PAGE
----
Evaluating post-harvest practices on the quality and safety of Kona coffee

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Virginia Tech

Coffee grown in the United States represents less than 1% of the world's supply, and most of it comes from the state of Hawai'i. Kona coffee, grown on the western side of the island of Hawai'i, is the most recognized and the highest value Hawaiian coffee. The majority of this coffee is sun-dried after harvest and washing.

Sun-dried coffee should reach 12-13% moisture within 4 to 6 days. Sun-drying will reduce both the moisture content and the water activity (aw). Reducing aw below 0.75, especially in the first week of drying, is important for preventing or limiting mold growth. The purpose of this study was to 1) compare drying rates of Kona coffee bean batches using aw and moisture content % measurements, 2) evaluate factors affecting the drying time of sun-dried Kona coffee, and 3) provide recommendations for post-harvest processing of sun-dried Kona coffee to optimize quality and safety.

Ten farms in the Kona coffee region of Hawai'i were visited in the fall of 2017 to record data on the drying rate of coffee bean batches and to record observations on the post-harvest handling and storage of coffee beans and the environmental conditions that may affect the quality and microbial contamination of drying coffee. The coffee drying surfaces, physical enclosures, fan use, and elevation varied among farms. Daily measurements of coffee moisture level, water activity, depth of bean layer and temperature were recorded along with air temperature, relative humidity and cloud cover during drying for 30 batches.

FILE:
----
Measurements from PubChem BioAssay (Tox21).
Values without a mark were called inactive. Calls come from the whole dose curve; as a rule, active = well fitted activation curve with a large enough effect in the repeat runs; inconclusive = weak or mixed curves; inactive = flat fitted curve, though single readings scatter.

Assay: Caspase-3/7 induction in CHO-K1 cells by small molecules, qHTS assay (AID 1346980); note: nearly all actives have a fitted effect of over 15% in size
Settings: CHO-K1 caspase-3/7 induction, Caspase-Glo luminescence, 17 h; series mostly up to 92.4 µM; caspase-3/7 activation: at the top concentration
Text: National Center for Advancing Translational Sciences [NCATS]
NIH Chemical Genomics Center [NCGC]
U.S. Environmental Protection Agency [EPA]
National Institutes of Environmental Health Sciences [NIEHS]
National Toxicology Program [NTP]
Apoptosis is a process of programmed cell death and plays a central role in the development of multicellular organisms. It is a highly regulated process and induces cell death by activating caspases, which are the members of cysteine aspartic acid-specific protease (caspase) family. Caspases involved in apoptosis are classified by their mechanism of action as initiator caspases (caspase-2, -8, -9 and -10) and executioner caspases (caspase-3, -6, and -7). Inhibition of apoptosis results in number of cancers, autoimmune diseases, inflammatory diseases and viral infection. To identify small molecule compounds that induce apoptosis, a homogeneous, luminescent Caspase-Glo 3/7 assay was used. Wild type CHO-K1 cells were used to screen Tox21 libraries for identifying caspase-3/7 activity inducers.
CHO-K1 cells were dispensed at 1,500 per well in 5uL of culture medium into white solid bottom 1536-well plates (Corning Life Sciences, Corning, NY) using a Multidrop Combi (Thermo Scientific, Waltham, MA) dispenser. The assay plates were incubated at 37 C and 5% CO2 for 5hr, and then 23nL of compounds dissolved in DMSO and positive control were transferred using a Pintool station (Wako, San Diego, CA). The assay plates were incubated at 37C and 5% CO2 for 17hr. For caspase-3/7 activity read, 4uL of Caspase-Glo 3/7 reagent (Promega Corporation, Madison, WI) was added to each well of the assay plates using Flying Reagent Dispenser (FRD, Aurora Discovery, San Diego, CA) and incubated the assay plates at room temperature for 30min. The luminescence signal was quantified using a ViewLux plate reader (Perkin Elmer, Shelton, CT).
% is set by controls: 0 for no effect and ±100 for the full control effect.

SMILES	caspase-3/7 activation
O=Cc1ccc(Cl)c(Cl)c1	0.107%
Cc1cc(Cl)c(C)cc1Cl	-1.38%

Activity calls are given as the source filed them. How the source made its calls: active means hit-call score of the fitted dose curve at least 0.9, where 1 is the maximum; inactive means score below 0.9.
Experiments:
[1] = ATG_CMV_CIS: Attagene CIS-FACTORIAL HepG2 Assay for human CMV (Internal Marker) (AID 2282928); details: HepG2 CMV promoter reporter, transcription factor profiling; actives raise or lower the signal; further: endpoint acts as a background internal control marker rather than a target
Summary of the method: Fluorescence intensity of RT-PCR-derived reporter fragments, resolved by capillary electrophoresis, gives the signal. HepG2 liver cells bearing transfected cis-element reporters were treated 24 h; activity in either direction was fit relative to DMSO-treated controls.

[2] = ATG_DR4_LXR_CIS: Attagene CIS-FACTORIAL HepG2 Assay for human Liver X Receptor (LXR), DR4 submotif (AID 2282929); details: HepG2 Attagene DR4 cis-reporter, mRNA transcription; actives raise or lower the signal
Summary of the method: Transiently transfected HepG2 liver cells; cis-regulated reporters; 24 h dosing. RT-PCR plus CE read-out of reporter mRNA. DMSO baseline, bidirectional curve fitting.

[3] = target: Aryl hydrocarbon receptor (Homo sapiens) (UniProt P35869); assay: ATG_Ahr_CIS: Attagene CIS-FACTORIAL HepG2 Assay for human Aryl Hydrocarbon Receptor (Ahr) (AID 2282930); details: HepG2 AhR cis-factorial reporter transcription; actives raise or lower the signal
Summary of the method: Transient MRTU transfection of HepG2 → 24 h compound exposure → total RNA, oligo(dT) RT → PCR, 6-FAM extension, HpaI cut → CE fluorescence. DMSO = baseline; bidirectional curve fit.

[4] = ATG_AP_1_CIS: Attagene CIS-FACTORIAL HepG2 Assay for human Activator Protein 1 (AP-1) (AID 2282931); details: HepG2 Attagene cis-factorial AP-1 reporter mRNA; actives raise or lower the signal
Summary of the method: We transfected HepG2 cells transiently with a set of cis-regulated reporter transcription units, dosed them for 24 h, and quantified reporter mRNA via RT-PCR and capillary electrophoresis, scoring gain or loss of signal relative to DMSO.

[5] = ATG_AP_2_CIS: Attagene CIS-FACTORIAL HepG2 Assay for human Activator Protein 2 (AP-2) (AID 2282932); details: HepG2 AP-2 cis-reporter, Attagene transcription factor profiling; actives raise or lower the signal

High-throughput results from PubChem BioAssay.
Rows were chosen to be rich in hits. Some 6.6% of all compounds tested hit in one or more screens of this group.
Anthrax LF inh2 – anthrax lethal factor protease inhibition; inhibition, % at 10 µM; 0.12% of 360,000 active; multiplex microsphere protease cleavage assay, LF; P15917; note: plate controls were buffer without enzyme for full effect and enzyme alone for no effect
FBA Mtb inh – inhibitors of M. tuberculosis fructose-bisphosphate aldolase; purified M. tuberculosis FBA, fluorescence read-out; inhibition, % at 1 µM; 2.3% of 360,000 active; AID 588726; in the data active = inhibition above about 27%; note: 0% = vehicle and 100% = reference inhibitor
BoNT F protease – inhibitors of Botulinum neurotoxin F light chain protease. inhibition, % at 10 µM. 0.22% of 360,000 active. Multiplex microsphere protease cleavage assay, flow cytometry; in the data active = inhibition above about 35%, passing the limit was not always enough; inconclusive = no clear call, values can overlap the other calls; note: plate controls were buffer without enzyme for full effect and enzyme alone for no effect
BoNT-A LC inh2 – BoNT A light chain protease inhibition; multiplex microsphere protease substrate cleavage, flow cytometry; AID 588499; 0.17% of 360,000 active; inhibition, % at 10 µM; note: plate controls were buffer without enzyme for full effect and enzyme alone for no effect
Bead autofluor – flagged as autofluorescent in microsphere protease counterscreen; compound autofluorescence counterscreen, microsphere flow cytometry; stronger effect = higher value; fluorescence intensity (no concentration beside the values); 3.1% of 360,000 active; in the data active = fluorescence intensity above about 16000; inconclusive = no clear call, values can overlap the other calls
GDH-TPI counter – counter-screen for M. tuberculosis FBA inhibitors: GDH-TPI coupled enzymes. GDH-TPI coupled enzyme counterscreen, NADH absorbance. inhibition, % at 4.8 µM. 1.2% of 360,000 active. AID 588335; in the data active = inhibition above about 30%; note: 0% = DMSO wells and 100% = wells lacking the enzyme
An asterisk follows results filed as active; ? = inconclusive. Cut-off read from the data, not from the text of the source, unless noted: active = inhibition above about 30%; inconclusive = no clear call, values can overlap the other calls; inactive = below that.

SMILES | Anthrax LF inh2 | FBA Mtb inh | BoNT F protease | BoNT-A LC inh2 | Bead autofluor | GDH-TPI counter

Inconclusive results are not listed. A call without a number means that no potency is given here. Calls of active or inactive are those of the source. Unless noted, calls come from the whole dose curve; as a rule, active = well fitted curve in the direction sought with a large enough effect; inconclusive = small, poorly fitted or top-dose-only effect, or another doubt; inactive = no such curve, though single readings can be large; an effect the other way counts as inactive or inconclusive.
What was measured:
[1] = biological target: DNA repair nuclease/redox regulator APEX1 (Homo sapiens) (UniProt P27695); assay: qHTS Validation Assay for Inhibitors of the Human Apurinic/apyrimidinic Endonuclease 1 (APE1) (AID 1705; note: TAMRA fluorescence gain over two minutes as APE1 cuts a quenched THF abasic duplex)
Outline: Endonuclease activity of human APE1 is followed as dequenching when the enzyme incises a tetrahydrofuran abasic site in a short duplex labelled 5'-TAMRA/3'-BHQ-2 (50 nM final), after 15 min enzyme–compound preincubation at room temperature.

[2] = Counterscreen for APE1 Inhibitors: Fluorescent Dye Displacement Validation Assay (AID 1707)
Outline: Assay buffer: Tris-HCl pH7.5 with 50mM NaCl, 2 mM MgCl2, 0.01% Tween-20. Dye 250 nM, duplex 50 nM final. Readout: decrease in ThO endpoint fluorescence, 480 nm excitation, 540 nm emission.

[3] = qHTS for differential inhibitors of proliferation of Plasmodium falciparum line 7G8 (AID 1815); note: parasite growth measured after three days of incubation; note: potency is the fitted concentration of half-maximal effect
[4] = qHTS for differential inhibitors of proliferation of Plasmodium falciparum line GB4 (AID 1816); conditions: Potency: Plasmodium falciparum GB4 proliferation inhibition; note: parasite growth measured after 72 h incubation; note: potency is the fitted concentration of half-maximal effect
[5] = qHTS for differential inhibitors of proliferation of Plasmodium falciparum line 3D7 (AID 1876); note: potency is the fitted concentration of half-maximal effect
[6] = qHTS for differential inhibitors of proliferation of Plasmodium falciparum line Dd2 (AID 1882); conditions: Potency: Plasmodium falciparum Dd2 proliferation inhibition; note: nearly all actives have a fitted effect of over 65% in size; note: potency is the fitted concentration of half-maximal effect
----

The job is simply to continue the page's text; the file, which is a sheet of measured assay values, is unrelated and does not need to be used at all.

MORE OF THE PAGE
Most sun-dried batches reached 13% moisture in 6 to 10 days. Initial moisture content (31.6 4.3%), and drying yard characteristics varied greatly among farms. Coffee batches reached 0.75 aw within 6 days on average, but some batches required more than 10 days. Moisture content and aw measurements were weakly correlated and water activity level increased at times during drying for some batches. Allowing airflow around drying beans and maintaining a bean layer depth of less than 5 cm appeared to improve drying rates.

Drying coffee parchments within 7 days post-harvest can inhibit growth of molds that may impact quality or molds that could produce mycotoxin. Controlling the drying conditions, including raking the layered beans, and monitoring moisture content can accelerate, or improve the consistency of, batch drying time.

moisture, water activity, post-harvest, coffee, drying, Hawaii, Kona, quality, food safety